A senior Bank of England executive has called for a rethink of the Basel Capital Accord, suggesting instead that regulatory bodies rip up the rule-books and adopt a simpler judgement-based supervisory approach.
In a paper given at an economic policy symposium in Jackson Hole, Wyoming, Andrew Haldane, executive director for financial stability and a member of the Bank's financial policy committee, says that regulatory models have become overly-complex, and unsuitable for modern crisis-control.
He argues that complex rules often have punitively high costs of information collection and processing; rely on "over-fitted" models that yield unreliable predictions; and can induce defensive behaviour by causing people to manage to the rules.
Haldane states that regulatory responses to financial crises, past and present, have been to increase complexity with: "a combination of more risk management, more regulation and more regulators". Meanwhile, detailed rule-writing in the form of legislation has increased dramatically, as has the scale and scope of resources dedicated to regulation.
Haldane states that simple rules such as the leverage ratio and market-based measures of capital outperform more complex risk-weighted models and multiple-indicator measures - such as those applied by the Basel Accord - in their crisis-predictive performance.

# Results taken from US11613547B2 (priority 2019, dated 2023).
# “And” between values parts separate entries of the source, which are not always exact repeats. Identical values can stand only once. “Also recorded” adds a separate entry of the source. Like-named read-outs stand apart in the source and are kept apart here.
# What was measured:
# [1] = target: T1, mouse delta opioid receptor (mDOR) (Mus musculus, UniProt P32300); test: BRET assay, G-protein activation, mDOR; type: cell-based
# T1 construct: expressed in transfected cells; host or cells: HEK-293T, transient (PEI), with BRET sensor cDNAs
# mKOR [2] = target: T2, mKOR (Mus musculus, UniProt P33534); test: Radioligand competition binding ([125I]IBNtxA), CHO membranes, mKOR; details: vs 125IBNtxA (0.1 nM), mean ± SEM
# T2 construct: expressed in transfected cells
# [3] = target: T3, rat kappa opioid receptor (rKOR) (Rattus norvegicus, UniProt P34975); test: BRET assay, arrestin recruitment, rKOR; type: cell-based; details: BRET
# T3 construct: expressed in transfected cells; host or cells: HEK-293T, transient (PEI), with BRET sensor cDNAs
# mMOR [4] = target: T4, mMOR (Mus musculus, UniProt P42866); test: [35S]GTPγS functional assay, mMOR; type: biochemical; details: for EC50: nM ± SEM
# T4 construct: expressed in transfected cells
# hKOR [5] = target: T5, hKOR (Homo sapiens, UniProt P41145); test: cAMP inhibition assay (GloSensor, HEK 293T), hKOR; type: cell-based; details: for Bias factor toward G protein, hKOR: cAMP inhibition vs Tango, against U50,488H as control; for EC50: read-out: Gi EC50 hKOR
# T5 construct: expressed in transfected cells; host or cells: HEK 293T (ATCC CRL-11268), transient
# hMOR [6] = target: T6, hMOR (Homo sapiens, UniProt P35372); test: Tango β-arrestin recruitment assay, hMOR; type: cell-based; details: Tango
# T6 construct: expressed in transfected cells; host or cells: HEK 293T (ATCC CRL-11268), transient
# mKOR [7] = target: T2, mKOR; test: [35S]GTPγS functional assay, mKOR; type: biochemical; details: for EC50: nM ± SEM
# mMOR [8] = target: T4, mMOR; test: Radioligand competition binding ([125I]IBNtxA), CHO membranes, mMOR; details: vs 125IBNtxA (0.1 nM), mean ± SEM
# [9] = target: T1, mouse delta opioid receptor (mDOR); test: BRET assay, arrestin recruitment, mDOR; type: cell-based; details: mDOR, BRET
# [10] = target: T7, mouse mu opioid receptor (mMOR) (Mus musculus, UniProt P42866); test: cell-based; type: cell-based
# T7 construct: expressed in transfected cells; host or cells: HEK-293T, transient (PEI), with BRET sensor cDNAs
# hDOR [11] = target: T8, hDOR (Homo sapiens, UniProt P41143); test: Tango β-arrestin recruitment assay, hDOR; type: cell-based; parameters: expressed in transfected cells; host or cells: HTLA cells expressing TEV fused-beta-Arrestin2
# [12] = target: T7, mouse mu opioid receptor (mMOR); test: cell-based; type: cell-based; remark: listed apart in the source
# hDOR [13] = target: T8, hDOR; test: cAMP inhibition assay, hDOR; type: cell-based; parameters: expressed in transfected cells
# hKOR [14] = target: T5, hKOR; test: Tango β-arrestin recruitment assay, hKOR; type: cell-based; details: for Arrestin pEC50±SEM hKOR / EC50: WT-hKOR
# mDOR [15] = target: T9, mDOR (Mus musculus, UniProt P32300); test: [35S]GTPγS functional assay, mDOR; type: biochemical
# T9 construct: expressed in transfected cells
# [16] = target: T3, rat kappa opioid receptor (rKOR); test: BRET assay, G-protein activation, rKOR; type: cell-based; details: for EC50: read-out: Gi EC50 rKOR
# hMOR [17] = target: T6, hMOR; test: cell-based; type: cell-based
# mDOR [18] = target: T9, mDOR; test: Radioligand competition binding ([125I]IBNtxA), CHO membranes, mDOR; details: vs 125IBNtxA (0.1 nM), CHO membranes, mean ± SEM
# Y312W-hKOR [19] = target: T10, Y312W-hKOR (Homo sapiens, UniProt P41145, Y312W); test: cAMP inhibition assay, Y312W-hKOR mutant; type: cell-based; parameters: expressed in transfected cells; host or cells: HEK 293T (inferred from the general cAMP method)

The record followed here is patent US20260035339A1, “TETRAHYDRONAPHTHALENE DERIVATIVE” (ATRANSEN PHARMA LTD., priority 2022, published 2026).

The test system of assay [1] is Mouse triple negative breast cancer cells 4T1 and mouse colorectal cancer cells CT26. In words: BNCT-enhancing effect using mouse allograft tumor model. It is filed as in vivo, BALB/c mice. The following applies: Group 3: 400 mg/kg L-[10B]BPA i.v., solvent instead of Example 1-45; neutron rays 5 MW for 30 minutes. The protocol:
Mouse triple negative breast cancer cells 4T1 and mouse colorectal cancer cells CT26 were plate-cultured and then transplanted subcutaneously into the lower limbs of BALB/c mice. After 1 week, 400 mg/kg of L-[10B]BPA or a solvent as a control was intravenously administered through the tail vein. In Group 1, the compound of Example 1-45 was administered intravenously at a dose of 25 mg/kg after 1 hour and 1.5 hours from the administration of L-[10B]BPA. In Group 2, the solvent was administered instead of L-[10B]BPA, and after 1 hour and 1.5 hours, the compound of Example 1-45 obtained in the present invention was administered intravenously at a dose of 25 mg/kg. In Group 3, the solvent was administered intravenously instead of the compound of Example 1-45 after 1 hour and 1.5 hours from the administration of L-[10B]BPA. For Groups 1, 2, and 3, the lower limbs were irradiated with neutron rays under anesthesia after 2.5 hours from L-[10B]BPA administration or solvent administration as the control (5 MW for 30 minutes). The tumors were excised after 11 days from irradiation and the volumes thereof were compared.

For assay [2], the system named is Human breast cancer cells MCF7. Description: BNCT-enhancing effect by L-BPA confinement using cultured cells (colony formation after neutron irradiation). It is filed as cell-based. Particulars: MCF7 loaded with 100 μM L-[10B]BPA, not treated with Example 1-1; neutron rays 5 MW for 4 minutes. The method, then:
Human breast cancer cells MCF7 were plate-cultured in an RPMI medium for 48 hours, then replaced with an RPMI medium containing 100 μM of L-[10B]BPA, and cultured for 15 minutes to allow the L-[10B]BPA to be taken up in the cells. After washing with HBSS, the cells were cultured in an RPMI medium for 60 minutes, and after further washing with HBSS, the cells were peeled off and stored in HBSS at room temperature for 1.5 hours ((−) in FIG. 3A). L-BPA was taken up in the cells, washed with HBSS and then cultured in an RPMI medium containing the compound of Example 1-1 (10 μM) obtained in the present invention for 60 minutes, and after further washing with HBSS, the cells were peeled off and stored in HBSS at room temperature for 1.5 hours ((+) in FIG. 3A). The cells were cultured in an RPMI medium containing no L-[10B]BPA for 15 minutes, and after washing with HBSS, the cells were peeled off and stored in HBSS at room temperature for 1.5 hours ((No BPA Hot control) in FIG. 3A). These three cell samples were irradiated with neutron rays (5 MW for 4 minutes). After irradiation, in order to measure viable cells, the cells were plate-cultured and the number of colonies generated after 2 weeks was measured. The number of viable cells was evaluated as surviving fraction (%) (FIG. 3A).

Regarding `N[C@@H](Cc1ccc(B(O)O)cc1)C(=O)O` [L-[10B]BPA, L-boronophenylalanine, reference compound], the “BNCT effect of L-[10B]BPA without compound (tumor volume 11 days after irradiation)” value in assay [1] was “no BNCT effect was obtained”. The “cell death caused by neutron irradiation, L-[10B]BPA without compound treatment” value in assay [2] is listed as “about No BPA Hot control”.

He suggests that the Basel framework could take "a more sceptical view of the role and robustness of internal risk models in the regulatory framework...simplified, standardised approaches to measuring credit and market risk, on a broad asset class basis, could be used."
Second, he says the leverage ratio could be placed on an equal footing with capital ratios, an approach taken by the Bank of England's financial policy committee, and market-based indicators of capital adequacy added to regulators' and investors' indicator set.
Third, Haldane calls for a fresh approach to financial supervision, one which is less rules-focussed and more judgment-based. He notes that this approach "will underpin the Bank of England's new supervisory model when it assumes prudential regulatory responsibilities next year".
To be effective, he says that will require more experienced regulators working to a smaller, less detailed rulebook. He adds that greater simplicity and consistency in disclosure practices could also strengthen market discipline.
Haldane concludes that: "Modern finance is complex, perhaps too complex...As you do not fight fire with fire, you do not fight complexity with complexity. Because complexity generates uncertainty, not risk, it requires a regulatory response grounded in simplicity, not complexity."
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